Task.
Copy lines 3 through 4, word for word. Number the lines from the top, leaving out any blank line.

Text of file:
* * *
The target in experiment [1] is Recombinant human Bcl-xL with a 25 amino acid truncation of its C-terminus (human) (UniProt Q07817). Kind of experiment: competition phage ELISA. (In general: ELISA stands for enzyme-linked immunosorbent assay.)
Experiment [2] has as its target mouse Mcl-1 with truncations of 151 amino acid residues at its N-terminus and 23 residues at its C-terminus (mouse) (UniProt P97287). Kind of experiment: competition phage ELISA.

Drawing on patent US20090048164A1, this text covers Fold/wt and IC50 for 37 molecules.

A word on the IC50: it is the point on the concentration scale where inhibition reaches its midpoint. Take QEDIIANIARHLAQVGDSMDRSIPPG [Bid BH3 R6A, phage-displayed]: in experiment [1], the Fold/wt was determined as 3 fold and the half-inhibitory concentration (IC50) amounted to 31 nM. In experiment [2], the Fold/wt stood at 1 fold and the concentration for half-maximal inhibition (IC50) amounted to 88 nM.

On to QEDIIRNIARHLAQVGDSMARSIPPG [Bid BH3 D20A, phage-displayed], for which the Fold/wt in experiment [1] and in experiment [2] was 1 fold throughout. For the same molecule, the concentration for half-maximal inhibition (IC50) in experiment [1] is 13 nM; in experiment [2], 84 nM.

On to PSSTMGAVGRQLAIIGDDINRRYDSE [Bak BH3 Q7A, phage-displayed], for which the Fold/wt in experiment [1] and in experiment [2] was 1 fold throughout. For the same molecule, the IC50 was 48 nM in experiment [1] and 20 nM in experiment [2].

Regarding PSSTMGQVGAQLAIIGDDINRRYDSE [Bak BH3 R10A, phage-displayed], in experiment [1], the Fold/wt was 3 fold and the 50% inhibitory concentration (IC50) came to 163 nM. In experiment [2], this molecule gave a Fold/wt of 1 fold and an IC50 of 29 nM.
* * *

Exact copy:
Drawing on patent US20090048164A1, this text covers Fold/wt and IC50 for 37 molecules.

A word on the IC50: it is the point on the concentration scale where inhibition reaches its midpoint. Take QEDIIANIARHLAQVGDSMDRSIPPG [Bid BH3 R6A, phage-displayed]: in experiment [1], the Fold/wt was determined as 3 fold and the half-inhibitory concentration (IC50) amounted to 31 nM. In experiment [2], the Fold/wt stood at 1 fold and the concentration for half-maximal inhibition (IC50) amounted to 88 nM.